I've done many structures with PPCHTeX, like nicotine, omeprazole and fluphenazine. I don't know what you think about it; when it works, it works, but I suspect there are more flexible methods that work in all cases. [[User:Sverdrup|Sverdrup❞]] 23:20, 15 Aug 2004 (UTC)

ACD/ChemSketch has over 500,000 users. The freeware version supports organic molecules ( and allows 3D viewing in an attractive away ( A new version will be released at the end of February and will support polymers and organometallics. To learn how to use it try the movies at (though these are for the commercial version!). To see how molecules can be made to look checkout those shown on Reactive Reports at tony27587 15:25, 20 Feb 2005 (UTC)

The lack of a symbol for equilibrium

Unless anyone objects, the standard wikipedia symbol for equilibrium will be ↔, until someone fixes this problem. Resonance will need another symbol.

Other options that shouldn't be used for equilibrium are:

  • <->
  • <=>


The current wikipedia software simply doesn't work for chemistry. Until better software is created, chemistry will not be worth adding to wikipedia. Bensaccount 20:38, 6 Mar 2004 (UTC)

I hope you're being sarcastic. For years, chemical knowledge has been distributed using an outdated technology that has no chemistry-specific functions, and science carried on fine. We should decide on what a good chemical diagram should look like, but I don't think there are any issues with putting chemistry on here.
Iridium77 15:38, 8 Mar 2004 (UTC)
Yes, I have changed my mind. A lot of chemistry can be explained using IUPAC nomenclature. Bensaccount 18:05, 9 Mar 2004 (UTC)
IUPAC nomenclature doesn't explain anything, it is a set of rules as to how you name things. Many common chemicals are known more often by their common names rather than IUPAC. Diagrams are fine the way they are, but would be better if we standardised them. Iridium77 22:02, 9 Mar 2004 (UTC)
IUPAC nomenclature allows you to explain the structure of a compound without a diagram. Common nomenclature is outdated. Bensaccount 03:49, 6 Apr 2004 (UTC)
Which is fine, if you are a computer, and no errors were made in communicating the systematic name. The persistance of common names for many of the most industrially important compounds, however, indicates that for all but the most trivial cases, we as humans are better at memorizing non-systematic names than interpreting systematic ones. Shimmin 04:18, 6 Apr 2004 (UTC)
Ben, to be blunt, it's evident that you're no chemist. The fact of the matter is this: IUPAC is fine for small, simple things. But when you get onto the nasties like, for example, Unadecacyclo[,5.02,12.02,18.03,7.06,10.08,12.011,15.013,17.016,20]eicosane, you'll understand why it is referred to using its common name, Pagodane. Or more frequently, with a diagram. Or less obscurely, Tricyclo[,7]decane, a common substituent, and unanimously known as adamantane.
Iridium77 09:20, 18 Apr 2004 (UTC)
No I am not an exalted chemist like yourself. I am merely a biochemistry student. My comment is not as unheard of as you make it seem. I agree that the diagram makes things much easier for the viewer. I was discouraged because ChemSketch takes so much more effort than drawing by hand. Especially since I had not used chemsketch or uploaded anything before (copying every compound to paint and then saving and uploading and adding to the page...).
Your comment "Common nomenclature is outdated" is frankly wrong. It's certainly not unheard of, we hear it all the time from people who have just come into contact with chemistry.
A little learning is a dangerous thing, drink deep or taste not the pierian spring: there shallow draughts intoxicate the brain, and drinking largely sobers us again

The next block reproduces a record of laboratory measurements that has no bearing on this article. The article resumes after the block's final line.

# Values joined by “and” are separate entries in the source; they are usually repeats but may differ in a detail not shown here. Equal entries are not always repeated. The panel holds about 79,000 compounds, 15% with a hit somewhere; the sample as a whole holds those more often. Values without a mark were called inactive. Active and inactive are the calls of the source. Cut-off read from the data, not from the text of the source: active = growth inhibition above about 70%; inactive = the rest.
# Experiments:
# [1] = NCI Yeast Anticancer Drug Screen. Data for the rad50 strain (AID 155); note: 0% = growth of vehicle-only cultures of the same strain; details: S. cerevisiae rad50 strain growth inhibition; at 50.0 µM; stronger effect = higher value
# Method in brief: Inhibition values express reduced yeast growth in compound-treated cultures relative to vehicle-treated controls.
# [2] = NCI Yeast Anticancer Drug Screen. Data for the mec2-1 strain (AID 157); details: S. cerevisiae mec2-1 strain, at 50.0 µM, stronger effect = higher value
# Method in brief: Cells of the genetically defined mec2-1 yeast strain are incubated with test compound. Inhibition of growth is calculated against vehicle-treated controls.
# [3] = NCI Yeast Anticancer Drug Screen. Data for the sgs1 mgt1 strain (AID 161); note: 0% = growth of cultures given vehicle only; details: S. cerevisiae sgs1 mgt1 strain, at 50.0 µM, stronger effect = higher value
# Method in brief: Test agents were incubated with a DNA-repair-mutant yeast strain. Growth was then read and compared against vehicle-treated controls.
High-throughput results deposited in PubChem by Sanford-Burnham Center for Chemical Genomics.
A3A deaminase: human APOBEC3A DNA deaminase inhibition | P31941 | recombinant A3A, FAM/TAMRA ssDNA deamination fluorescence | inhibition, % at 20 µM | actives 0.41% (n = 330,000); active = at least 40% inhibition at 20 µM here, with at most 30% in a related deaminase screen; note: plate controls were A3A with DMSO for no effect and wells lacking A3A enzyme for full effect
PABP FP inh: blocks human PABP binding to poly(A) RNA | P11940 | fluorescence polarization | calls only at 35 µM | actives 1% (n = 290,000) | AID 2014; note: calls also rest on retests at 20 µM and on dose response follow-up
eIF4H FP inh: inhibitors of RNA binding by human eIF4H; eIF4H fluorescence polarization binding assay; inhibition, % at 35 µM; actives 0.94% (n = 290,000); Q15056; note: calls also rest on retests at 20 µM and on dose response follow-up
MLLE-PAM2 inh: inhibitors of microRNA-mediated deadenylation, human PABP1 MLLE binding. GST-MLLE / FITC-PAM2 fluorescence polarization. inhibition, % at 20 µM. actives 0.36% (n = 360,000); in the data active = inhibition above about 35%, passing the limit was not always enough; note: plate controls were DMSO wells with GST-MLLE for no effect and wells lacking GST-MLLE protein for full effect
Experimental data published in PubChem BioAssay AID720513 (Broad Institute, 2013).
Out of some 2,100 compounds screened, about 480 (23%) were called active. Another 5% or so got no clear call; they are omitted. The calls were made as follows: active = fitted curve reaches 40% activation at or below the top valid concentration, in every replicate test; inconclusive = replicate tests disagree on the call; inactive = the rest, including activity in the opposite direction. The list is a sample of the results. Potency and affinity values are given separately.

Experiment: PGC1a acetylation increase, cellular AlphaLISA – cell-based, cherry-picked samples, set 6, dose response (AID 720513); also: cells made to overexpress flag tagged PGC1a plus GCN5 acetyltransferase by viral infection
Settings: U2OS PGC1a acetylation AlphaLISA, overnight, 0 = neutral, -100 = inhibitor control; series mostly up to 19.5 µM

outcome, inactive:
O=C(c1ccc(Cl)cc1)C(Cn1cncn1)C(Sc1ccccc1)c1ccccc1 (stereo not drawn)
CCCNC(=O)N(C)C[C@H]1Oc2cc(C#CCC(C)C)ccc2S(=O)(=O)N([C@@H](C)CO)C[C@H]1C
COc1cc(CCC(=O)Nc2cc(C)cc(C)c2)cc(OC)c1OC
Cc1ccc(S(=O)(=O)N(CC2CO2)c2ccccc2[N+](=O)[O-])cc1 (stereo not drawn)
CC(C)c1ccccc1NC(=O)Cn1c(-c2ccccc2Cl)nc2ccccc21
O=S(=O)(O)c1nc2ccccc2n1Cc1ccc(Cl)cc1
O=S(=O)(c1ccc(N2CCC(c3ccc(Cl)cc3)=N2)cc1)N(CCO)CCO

Yes, drawing things by hand is a lot quicker, but it's not so helpful for getting stuff on wikipedia. My point is that you've got to use the right tool for the job. For common molecules, functional groups etc, then the common name is usually the way to go. For moderately complex things, IUPAC may be ok sometimes (2,3 dimethylsalicylic acid is easy enough), for anything more complicated, a diagram is probably necessary.
Iridium77 22:42, 4 May 2004 (UTC)

Given the vast number of chemical compounds I think it would be a good idea to create some kind of standard tutorial for how to create chemical diagrams and how to export them to wikipedia. Either that or have everyone just use IUPAC.

Also, I want to copy a visualization of a protein made with VMD here. Is there a standard program for visualizations, and how do copyrights work on them? Bensaccount 22:30, 3 May 2004 (UTC)

You just go for it, but look at to see how to cite it.
Regarding a standard format, I agree. It would be helpful if we could come up with standard settings for the common software (chemdraw, isis, chemsketch) that would make things look smart.
Iridium77 22:42, 4 May 2004 (UTC)

There has been a long discussion on the mailing list about the use of SMILES [1] notation for creating chemistry diagrams. SMILES notation is compact, well-documented, there are multiple tools for it, both Free/Open Source and proprietary. However, it needs the political and programming will for someone to add an extension to MediaWiki that will integrate these tools so we can write (for example) [[SMILES:c1ccccc1[N+](=O)[O-]|right|frame|nitrobenzene]] and get the expected result: a nice automatically generated chemical diagram of nitrobenzene as a PNG, in a frame with a caption. -- The Anome 15:27, 29 Aug 2004 (UTC)

The general exchange format for chemical structures is Molfile. All of the programs (ChemDraw, ISIS and ChemSketch) will read it. ACD/ChemSketch has over 500,000 users. The freeware version supports organic molecules ( and allows 3D viewing in an attractive away ( A new version will be released at the end of February and will support polymers and organometallics. To learn how to use it try the movies at (though these are for the commercial version!). The freeware version includes SMILES conversion. To see how molecules can be made to look checkout those shown on Reactive Reports at Chemistry NEEDS to be a part of Wikipedia for sure and free software exists to allow it to be visual and entertaining. It is both visual and entertaining month after month at so why not on Wikipedia? tony27587 15:25, 20 Feb 2005 (UTC)